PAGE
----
The Essays of Montaigne/Book I/Chapter XLIV

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Chapter XLIV. Of sleep.[edit]

Reason directs that we should always go the same way, but not always at
the same pace. And, consequently, though a wise man ought not so much to
give the reins to human passions as to let him deviate from the right
path, he may, notwithstanding, without prejudice to his duty, leave it to
them to hasten or to slacken his speed, and not fix himself like a
motionless and insensible Colossus. Could virtue itself put on flesh and
blood, I believe the pulse would beat faster going on to assault than in
going to dinner: that is to say, there is a necessity she should heat and
be moved upon this account. I have taken notice, as of an extraordinary
thing, of some great men, who in the highest enterprises and most
important affairs have kept themselves in so settled and serene a calm,
as not at all to break their sleep. Alexander the Great, on the day
assigned for that furious battle betwixt him and Darius, slept so
profoundly and so long in the morning, that Parmenio was forced to enter
his chamber, and coming to his bedside, to call him several times by his
name, the time to go to fight compelling him so to do. The Emperor Otho,
having put on a resolution to kill himself that night, after having
settled his domestic affairs, divided his money amongst his servants, and
set a good edge upon a sword he had made choice of for the purpose, and
now staying only to be satisfied whether all his friends had retired in
safety, he fell into so sound a sleep that the gentlemen of his chamber
heard him snore. The death of this emperor has in it circumstances
paralleling that of the great Cato, and particularly this just related
for Cato being ready to despatch himself, whilst he only stayed his hand
in expectation of the return of a messenger he had sent to bring him news
whether the senators he had sent away were put out from the Port of
Utica, he fell into so sound a sleep, that they heard him snore in the
next room; and the man, whom he had sent to the port, having awakened him
to let him know that the tempestuous weather had hindered the senators
from putting to sea, he despatched away another messenger, and composing
again himself in the bed, settled to sleep, and slept till by the return
of the last messenger he had certain intelligence they were gone. We may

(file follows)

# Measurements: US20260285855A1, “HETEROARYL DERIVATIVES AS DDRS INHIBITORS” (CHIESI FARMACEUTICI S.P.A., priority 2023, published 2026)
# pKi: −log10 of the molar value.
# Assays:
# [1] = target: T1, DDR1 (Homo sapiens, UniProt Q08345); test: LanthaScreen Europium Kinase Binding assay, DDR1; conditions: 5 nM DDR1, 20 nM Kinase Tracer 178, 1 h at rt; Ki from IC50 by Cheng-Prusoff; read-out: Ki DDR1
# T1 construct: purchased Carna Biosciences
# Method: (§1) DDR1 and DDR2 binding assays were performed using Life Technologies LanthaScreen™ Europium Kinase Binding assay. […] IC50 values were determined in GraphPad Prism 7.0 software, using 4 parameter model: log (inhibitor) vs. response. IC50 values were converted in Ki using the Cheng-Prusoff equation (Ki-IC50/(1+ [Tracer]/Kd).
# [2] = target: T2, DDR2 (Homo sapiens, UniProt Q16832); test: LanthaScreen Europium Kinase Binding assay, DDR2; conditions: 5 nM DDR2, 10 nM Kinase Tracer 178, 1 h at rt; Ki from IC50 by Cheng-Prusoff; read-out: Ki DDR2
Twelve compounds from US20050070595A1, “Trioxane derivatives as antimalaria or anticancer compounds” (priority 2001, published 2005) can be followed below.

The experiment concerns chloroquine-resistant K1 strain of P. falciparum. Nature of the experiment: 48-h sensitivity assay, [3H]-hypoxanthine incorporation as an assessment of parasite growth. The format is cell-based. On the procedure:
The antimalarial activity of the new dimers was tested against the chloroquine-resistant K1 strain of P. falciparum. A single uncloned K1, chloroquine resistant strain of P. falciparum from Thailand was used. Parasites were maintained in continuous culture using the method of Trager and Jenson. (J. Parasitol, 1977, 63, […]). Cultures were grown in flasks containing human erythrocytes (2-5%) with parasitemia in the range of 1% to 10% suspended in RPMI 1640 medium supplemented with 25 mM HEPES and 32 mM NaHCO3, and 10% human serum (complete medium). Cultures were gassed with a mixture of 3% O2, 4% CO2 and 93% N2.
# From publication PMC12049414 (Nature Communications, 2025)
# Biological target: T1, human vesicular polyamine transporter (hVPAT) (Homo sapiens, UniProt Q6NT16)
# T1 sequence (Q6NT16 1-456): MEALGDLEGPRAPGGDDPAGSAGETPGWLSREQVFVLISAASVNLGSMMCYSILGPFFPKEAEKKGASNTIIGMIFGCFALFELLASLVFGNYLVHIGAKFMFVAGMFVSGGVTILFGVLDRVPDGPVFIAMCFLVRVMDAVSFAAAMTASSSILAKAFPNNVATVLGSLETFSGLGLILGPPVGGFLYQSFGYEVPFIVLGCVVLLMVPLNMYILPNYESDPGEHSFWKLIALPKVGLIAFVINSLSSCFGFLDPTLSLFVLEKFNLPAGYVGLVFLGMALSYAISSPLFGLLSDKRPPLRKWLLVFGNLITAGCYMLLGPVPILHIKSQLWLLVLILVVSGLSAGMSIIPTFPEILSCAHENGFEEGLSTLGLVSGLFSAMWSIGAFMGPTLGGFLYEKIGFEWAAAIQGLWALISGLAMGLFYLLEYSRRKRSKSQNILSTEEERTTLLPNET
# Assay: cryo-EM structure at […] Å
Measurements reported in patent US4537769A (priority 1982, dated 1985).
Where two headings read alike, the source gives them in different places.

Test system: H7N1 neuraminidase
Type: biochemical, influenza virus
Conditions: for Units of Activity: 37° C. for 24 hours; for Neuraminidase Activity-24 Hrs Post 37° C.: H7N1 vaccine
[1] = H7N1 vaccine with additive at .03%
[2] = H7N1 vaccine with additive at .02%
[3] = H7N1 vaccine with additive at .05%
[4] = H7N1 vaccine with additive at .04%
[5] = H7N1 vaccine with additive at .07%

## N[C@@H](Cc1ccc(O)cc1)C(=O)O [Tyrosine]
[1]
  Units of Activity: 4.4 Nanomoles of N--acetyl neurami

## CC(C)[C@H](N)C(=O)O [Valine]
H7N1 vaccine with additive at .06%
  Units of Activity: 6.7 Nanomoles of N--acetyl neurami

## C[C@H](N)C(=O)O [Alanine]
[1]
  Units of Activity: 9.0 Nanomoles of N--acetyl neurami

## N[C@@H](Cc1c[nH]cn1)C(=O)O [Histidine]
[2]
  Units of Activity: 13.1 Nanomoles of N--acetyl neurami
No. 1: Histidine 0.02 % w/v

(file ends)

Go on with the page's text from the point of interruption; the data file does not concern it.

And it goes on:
here further compare him with Alexander in the great and dangerous storm
that threatened him by the sedition of the tribune Metellus, who,
attempting to publish a decree for the calling in of Pompey with his army
into the city at the time of Catiline's conspiracy, was only and that
stoutly opposed by Cato, so that very sharp language and bitter menaces
passed betwixt them in the senate about that affair; but it was the next
day, in the forenoon, that the controversy was to be decided, where
Metellus, besides the favour of the people and of Caesar—at that time of
Pompey's faction—was to appear accompanied with a rabble of slaves and
gladiators; and Cato only fortified with his own courage and constancy;
so that his relations, domestics, and many virtuous people of his friends
were in great apprehensions for him; and to that degree, that some there
were who passed over the whole night without sleep, eating, or drinking,
for the danger they saw him running into; his wife and sisters did
nothing but weep and torment themselves in his house; whereas, he, on the
contrary, comforted every one, and after having supped after his usual
manner, went to bed, and slept profoundly till morning, when one of his
fellow-tribunes roused him to go to the encounter. The knowledge we have
of the greatness of this man's courage by the rest of his life, may
warrant us certainly to judge that his indifference proceeded from a soul
so much elevated above such accidents, that he disdained to let it take
any more hold of his fancy than any ordinary incident.

In the naval engagement that Augustus won of Sextus Pompeius in Sicily,
just as they were to begin the fight, he was so fast asleep that his
friends were compelled to wake him to give the signal of battle: and this
was it that gave Mark Antony afterwards occasion to reproach him that he
had not the courage so much as with open eyes to behold the order of his
own squadrons, and not to have dared to present himself before the
soldiers, till first Agrippa had brought him news of the victory
obtained. But as to the young Marius, who did much worse (for the day of
his last battle against Sylla, after he had marshalled his army and given
the word and signal of battle, he laid him down under the shade of a tree
to repose himself, and fell so fast asleep that the rout and flight of
his men could hardly waken him, he having seen nothing of the fight), he
is said to have been at that time so extremely spent and worn out with
labour and want of sleep, that nature could hold out no longer. Now,
upon what has been said, the physicians may determine whether sleep be so
necessary that our lives depend upon it: for we read that King Perseus of
Macedon, being prisoner at Rome, was killed by being kept from sleep; but
Pliny instances such as have lived long without sleep. Herodotus speaks
of nations where the men sleep and wake by half-years, and they who write
the life of the sage Epimenides affirm that he slept seven-and-fifty
years together.